Based on the complex relationship between TS Eliot and his first wife Vivienne Haigh-Wood, Lindsay Posner’s revival of Michael Hastings’ powerful play at the Almeida is a heartbreaking story of love and madness.
Eliot is played by Will Keen as a dull, socially inept American who is swept off his feet by the vivacious Vivienne. They marry hastily and only gradually do the audience learn, as does Eliot, that Vivienne has suffered from periods of mania and depression since adolescence and that these episodes have been covered up by her family.
Beginning in 1915, when the couple marry, Hastings’ play depicts the disintegration of the relationships between Tom, Viv and her family, ending with her death in 1947. Her mother and father, played superbly by Anna Carteret and Benjamin Whitrow, do their best to support Tom whilst hiding their daughter’s problems from the world.
Frances O’Connor is astonishing as Vivienne, always the most dazzling person in the room yet at the same time often dangerously close to the edge, lapsing into sudden silences or manic speeches with regularity. Yet, despite her mood swings, she remains genuinely captivating and her gradual descent is painful to watch, with O’Connor managing to convey her inner turmoil without ever appearing stagy and mannered.
Keen makes Tom equally compelling to watch, playing him as a man nearly driven mad himself by the unpredictable behaviour of his wife, yet never neglecting the man’s deeply unsympathetic nature. This is a difficult balancing act to pull off but Keen’s performance makes it work. Robert Portal is also wonderful as Maurice, Vivienne’s brother, an archetypal public school buffoon, who snatches all the best lines and delivers them with nave charm. His character provides some necessary light relief in an often unrelentingly dark play.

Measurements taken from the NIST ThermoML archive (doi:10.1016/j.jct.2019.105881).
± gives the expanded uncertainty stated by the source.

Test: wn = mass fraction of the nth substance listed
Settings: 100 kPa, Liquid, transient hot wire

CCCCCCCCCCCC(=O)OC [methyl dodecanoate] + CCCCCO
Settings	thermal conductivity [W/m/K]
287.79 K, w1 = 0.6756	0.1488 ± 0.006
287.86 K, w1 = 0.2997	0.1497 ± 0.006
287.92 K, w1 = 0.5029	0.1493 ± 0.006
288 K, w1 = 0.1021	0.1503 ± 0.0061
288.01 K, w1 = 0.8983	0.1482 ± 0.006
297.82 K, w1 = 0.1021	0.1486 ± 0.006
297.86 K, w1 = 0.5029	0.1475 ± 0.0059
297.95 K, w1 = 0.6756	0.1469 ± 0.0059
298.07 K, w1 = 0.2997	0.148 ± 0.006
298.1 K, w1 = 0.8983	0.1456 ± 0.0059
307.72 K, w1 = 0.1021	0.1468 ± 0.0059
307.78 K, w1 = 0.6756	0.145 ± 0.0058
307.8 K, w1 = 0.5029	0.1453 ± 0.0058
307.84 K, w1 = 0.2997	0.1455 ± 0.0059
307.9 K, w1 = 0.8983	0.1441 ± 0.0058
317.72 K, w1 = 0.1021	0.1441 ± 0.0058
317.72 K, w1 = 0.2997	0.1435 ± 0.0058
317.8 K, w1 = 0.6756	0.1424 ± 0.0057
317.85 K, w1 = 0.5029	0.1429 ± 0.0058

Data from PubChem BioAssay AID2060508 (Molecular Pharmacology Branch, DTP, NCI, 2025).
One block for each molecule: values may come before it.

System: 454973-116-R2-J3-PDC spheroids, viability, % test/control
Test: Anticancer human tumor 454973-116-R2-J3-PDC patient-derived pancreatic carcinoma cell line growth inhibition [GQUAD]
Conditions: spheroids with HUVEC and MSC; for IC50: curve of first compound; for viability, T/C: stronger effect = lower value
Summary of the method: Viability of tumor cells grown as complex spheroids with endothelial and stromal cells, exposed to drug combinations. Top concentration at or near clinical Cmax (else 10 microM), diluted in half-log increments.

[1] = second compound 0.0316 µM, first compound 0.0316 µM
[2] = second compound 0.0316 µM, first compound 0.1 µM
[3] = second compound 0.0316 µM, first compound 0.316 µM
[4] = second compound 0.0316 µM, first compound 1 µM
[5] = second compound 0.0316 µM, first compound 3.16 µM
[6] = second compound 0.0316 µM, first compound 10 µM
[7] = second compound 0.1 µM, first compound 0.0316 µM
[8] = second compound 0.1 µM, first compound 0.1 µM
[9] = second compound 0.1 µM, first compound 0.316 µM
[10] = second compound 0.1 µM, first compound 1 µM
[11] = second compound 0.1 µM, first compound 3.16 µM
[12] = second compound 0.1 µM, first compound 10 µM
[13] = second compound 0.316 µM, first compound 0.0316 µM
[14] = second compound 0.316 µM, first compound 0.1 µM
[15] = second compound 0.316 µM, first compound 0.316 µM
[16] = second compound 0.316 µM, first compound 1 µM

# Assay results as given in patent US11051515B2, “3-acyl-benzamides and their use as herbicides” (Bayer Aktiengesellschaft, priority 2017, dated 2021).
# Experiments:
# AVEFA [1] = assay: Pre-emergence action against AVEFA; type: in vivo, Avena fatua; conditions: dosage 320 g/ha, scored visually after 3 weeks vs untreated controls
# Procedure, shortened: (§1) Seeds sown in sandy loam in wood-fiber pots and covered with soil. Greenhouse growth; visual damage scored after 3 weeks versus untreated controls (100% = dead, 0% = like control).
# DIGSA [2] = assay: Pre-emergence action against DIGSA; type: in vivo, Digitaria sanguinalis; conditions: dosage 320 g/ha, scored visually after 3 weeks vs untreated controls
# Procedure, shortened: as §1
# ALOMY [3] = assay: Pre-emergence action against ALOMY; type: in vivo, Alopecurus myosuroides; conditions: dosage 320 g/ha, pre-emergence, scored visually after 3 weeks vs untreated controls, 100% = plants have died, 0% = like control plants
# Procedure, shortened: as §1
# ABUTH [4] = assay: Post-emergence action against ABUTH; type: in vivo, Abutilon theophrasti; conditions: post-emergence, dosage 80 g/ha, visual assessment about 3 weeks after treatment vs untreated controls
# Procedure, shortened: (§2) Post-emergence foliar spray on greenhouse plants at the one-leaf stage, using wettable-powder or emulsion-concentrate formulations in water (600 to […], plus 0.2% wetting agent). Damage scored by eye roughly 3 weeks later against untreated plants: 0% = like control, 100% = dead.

The set is suitably sombre and minimal allowing the production to focus on the performances of the cast, and Posner’s direction is assured and intelligent throughout. The play itself is perhaps too episodic, but the story of the central relationship is so engaging that you can’t fail to be drawn in and the denouement is one of the more moving things I’ve seen on stage this year.